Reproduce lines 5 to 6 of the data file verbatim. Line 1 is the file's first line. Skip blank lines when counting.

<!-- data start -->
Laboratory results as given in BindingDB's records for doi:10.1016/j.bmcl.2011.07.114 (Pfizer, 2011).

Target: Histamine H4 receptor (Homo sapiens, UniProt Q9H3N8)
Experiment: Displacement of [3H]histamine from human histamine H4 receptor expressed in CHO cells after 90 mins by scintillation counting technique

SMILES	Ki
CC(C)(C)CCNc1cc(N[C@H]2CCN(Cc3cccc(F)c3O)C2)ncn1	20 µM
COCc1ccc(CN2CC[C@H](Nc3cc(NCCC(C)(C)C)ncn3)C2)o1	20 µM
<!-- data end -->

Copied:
CC(C)(C)CCNc1cc(N[C@H]2CCN(Cc3cccc(F)c3O)C2)ncn1	20 µM
COCc1ccc(CN2CC[C@H](Nc3cc(NCCC(C)(C)C)ncn3)C2)o1	20 µM